A person watching over my shoulder asked “How are you switching around so fast?” and I realized that while most readers here know this trick, some may not, and it’s awfully useful.

In Chrome and Firefox on OS X, command-1 takes you to your leftmost tab, command-2 to the next one over, and so on. (Except for, command-9 selects the rightmost; huh?) Also, in both Chrome and Firefox, you can right-click on a tab and “pin” it; which shrinks it down to just the favicon, and locks it in place.

So the trick is, put the same heavily-used tabs in the same place, and leave them there forever. In my logged-into-the-Googleplex browser (Chrome Canary), it’s like this:

  1. Gmail

  2. Calendar

  3. Docs

  4. Voice

  5. @androiddev

  6. Internal Google+

In my general-purpose non-work browser (Production Chrome):

  1. Incoming blog comments

  2. Vancouver weather

  3. What’s on TV

  4. The local staging version of ongoing

  5. What you are now reading.

  6. The App Engine dashboard for the LifeSaver back-end.

  7. A report screen with stats for that back-end.

  8. My public G+.

In my Firefox personal-Gmail Textuality.com appliance:

  1. Gmail

  2. Calendar

  3. Docs

Safari? · I migrated off Safari a couple of releases ago when got all sluggish under pressure. They say it’s better now and I wouldn’t mind using it for some stuff; does it have an instant-navigation trick like this?


Comment feed for ongoing:Comments feed

From: Eric (Apr 23 2012, at 08:55)

I've been using Firefox almost exclusively for the tab group feature. You can use shift-command-e to open up your groups. You then start typing something relevant to the window you want to go to and it will highlight it. Press enter and you're there. It reminds me a little of tools like Alfred or Quicksilver.


From: John Cowan (Apr 23 2012, at 09:03)

In Chrome, at least (I haven't used Firefox in years), you can use Ctrl+PgUp and Ctrl+PgDown to riff through the tabs without touching the mouse. This is not as quick but can be very handy, especially if something is obscuring the tabs that can't be moved off the top of the screen, like the display-sharing software $EMPLOYER uses.


From: SlickSlack (Apr 23 2012, at 09:12)

Safari's usage of those shortcuts opens up the respective link from the bookmarks toolbar. I switch between all three browsers and there are times when I like the Chrome/FF shortcut to tabs (downloading purchased stock footage) and times when I like Safari's implementation (lightning fast browse of social networks- FB/Twit/G+ etc) . I have a similar home/away browser breakdown andI work on other systems where I am not admin or top dog admin (video editing) so I have made do with combo's of Chrome/FF/Safari or whatever is the lingua franca of the system or network.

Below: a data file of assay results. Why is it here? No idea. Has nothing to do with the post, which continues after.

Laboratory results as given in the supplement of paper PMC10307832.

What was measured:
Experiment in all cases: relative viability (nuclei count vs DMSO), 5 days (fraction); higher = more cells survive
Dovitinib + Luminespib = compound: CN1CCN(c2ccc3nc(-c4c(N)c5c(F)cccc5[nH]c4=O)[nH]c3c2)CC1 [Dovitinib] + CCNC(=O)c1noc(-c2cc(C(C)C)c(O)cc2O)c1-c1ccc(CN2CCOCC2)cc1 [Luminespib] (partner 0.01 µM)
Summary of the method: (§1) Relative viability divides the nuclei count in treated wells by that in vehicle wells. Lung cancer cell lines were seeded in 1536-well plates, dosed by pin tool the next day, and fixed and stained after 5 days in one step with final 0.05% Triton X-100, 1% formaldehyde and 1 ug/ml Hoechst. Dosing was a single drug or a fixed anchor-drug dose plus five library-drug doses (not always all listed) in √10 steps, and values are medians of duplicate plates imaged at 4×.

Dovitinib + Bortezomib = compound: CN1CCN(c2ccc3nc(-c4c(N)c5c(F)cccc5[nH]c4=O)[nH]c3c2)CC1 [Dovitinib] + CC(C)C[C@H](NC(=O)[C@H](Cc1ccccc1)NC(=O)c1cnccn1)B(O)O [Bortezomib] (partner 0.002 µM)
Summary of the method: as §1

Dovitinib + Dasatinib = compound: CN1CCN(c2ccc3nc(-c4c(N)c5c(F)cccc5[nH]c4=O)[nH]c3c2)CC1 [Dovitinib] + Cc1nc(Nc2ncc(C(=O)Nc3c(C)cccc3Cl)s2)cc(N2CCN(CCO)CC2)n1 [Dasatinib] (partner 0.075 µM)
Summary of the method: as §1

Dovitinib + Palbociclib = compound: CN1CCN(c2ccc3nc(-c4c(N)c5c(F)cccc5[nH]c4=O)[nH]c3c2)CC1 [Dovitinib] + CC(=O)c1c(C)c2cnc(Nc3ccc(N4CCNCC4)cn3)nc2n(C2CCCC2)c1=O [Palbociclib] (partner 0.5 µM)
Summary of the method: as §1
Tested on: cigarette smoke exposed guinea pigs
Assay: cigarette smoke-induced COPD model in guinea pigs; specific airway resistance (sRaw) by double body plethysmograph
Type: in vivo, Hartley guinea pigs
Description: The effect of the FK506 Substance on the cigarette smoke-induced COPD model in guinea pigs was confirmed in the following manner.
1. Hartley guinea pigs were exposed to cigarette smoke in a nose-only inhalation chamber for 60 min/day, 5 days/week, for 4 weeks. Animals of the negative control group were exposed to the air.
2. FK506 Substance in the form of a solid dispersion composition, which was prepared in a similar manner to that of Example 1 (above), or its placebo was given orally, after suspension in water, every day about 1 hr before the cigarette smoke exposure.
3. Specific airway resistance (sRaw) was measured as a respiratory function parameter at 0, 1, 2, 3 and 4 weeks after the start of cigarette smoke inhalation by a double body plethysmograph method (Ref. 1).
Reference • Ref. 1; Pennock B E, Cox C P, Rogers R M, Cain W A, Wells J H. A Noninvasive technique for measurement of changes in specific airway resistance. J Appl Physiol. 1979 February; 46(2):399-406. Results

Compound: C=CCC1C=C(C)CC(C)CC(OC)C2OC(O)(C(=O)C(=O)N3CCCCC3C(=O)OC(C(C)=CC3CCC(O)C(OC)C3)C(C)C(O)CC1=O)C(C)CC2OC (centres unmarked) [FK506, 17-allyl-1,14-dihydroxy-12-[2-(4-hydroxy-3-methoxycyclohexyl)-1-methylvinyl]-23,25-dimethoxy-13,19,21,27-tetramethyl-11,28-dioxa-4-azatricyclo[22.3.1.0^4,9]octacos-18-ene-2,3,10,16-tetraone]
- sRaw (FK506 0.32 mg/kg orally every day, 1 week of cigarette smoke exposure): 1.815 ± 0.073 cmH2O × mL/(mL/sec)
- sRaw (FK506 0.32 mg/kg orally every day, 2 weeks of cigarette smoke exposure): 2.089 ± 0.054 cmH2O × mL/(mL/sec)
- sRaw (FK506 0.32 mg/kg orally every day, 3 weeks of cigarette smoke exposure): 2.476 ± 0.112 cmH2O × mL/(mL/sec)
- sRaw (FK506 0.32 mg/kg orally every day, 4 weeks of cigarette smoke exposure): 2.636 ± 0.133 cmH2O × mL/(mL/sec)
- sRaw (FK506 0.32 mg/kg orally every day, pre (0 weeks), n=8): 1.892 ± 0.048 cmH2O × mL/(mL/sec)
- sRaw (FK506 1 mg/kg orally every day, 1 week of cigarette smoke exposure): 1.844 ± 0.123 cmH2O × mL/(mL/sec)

From: ebenezer (Apr 23 2012, at 09:22)

My most-used OS X tab shortcut is Opt+{ (which, as I recall, you have written about before). I have not remapped it. It works almost everywhere, including Terminal (where I use it very much indeed), and this, combined with Cmd+Tab, works excellently well for keeping my fingers off of the trackpad.


From: Eric A. Meyer (Apr 23 2012, at 09:38)

Safari, like Camino, maps command-[1-9]{1} to the first nine bookmarks in your Bookmarks Bar, whether or not the Bookmarks Bar is actually displayed.


From: Cedric (Apr 23 2012, at 09:48)

I've tried a lot of ways to organize my tabs but the only one that ever worked for me is "Quick Tabs" (Chrome), which allows you to navigate to a tab by name. Even if I know in which window my Gmail tab is (since it's pinned), it's still much faster to type "Ctrl-m g m a" and be taken there right away.


From: Peter van Dijk (Apr 23 2012, at 10:12)

'9' going to the rightmost tab is a relatively recent addition (as in, a few years). I did not like it at first but now that I'm used to it I prefer it.

I believe there's a Safari addon to get similar hotkeys.

On a related note, using numbers to get to tabs is why I use iTerm2 instead of Terminal.app.

I wish pinned tabs were numbered separately, or something, though - I pin things like Grooveshark (which I would prefer as a separate desktop app anyway) and have no desire to go there with cmd-1.


From: Bill (Apr 23 2012, at 10:39)

It's relatively easy to get Safari to replicate the tab switching behaviour with AppleScript and FastScripts or Keyboard Maestro. I put my versions up on github:



From: Rafael Verduzco (Apr 23 2012, at 10:45)

In Safari, you can switch to the next tab, that is, the one to the right, using Control+Tab. Alternatively, use Control+Shift+Tab to switch to previous tabs. Whatever method used, once at the first or last tab, using this shortcuts will take you to the last or first tab, repectively.


From: Bud Gibson (Apr 23 2012, at 12:53)

Why are you running multiple browser instances? I just use Chrome's multi-user feature. Maybe you want to run in all of these different browsers, but it's not necessary.


From: Karl (Apr 23 2012, at 16:29)

Chrome on Mac:

Option+CMD+arrow left

Option+CMD+arrow right

Moves you left and right through your tabs. I use this constantly.


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